Ruler Why Recordings
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Ruler Why Recordings

Austin, Texas, United States | SELF

Austin, Texas, United States | SELF
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The (made-up) story of hip-hop’s invention: Three guys are passing around a microphone (it doesn’t have to have been plugged in, but there had to be a microphone). What the first guy says doesn’t really matter ’cause he invented hip-hop. The second guy says how much better he is than the first guy. The third guy accuses the second guy of killing hip-hop and promises to resurrect it and return it to the former glory days of the first guy.

A (made-up) hip-hop fact: Every two minutes, someone in this country is uploading a shitty mixtape. Every one of these claims it’s giving hip-hop the Lazarus treatment.

This one’s true: Pronouncing hip-hop dead then reaching for the defibrillator paddles is common. Pronouncing hip-hop dead and then pecking at its eyes, not so much.


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“When a real vulture gets agitated, it’ll throw up,” says head Vulture beatmaker Ryan Stanton, aka Ruler Why. “We’re surrounded by all this shit on the radio, and it’s making us throw up on the mic.” Stanton, 21, keeps explaining, but you get the idea. “We like to say we’re ‘feasting on rotten hip-hop.’”

If you prefer your flesh-eating metaphors in Lion King terms, the Vultures’ MySpace page claims the San Antonio hip-hop collective is “restoring balance to the hip-hop ecosystem.” That’s probably a joke, but it might as well be a mission statement. Despite all their on-record boasting, none of the Vultures seems to be nursing a messiah complex. If hip-hop — or the exposed-nerve, visceral kind they prefer — is really dead, Ruler and co. will eat what they can to fuel their own music.

Stanton, 21, has been freestyling since his days at MacArthur High School, but he says he didn’t really pursue hip-hop seriously until a “life-changing” free Wu-Tang Clan show at Austin’s Stubbs in 2005 convinced him to buy a beat machine.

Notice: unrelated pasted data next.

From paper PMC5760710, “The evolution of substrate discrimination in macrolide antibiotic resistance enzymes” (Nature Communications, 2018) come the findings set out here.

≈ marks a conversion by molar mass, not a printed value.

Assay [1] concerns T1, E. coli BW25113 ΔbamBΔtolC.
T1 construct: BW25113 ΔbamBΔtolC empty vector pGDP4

“I’m a young blood in this,” Stanton says. He might have only four years’ experience, but his production skills have convinced six other MCs between the ages of 22 and 34 to join him, and the beat he made for Brooklyn Academy’s “Told U,” featuring Jedi Mind Tricks’ Vinnie Paz, was included on a JMT compilation.

“We both started making beats together, but Ryan got a lot better at them than I did,” says longtime friend and fellow founding Vulture James McGowan, aka Jus the Destroyer, whom Stanton credits with expanding his hip-hop knowledge. That McGowan, 22, a fan of mid-to-late ’90s underground hip-hop, likes Stanton’s work is practically a given. Stanton expectedly borrows heavily from Wu-Tang’s RZA, but only in sensibility, and he seems to have a preternatural knack for creating the night-black, suffocating beats that push MCs to spit dense, vicious lyrics like this verse from the third Vultures founder, Roshard Mills, aka Jamar Equality:

My flow is mad debted to anyone who want it raw/ I said it/ Commercial guests be sweeter than a diabetic/ on a strictly diet/ I’m causing havoc like a city riot/ You paper plane, I’m airport, now who’s really fly-er?/ My veins become the microphone wires/
Liars, no skill, cannot respond that’s why they die over bills/ I got my eyes on the hills in case you copy my skills/ Best believe when it’s time to eat I got my fork in your meals/ The fuck is the deal?/ I’m molten rock lava, spit the hottest shit/ Don dada lick a shot proper at your sorry click/It’s hard to diss when you have trouble keeping fires lit/ Ask Tre-Flipping/ He’ll tell you it’s the arsonist/ Boss carnage, darts a little sharper than your armor, dawg/ Aren’t y’all ashamed? We shining harder than some Armor-All/ I dread listening to wack shit like a conference call/ Equals signin’ off, with my apologies to all of y’all.